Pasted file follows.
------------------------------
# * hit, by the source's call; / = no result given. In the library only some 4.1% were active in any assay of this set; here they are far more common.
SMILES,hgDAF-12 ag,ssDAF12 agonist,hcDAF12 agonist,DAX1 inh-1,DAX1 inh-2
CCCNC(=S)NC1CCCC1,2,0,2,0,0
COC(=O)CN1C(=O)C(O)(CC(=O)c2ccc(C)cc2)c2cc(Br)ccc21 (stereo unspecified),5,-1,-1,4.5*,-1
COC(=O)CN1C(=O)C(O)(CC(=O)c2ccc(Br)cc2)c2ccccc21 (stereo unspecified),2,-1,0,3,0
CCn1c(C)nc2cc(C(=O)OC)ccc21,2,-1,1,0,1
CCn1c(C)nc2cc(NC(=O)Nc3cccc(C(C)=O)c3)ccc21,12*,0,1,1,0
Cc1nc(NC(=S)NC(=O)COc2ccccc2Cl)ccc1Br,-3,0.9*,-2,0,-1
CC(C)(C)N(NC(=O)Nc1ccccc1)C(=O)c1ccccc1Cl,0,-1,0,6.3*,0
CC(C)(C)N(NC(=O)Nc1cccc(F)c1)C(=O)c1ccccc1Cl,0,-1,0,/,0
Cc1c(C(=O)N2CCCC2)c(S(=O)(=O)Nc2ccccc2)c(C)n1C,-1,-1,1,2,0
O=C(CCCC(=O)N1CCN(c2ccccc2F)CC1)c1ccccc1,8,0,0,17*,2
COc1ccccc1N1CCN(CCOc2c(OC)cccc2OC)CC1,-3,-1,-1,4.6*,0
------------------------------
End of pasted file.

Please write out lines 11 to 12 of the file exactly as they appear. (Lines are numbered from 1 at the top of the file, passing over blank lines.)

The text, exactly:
Cc1c(C(=O)N2CCCC2)c(S(=O)(=O)Nc2ccccc2)c(C)n1C,-1,-1,1,2,0
O=C(CCCC(=O)N1CCN(c2ccccc2F)CC1)c1ccccc1,8,0,0,17*,2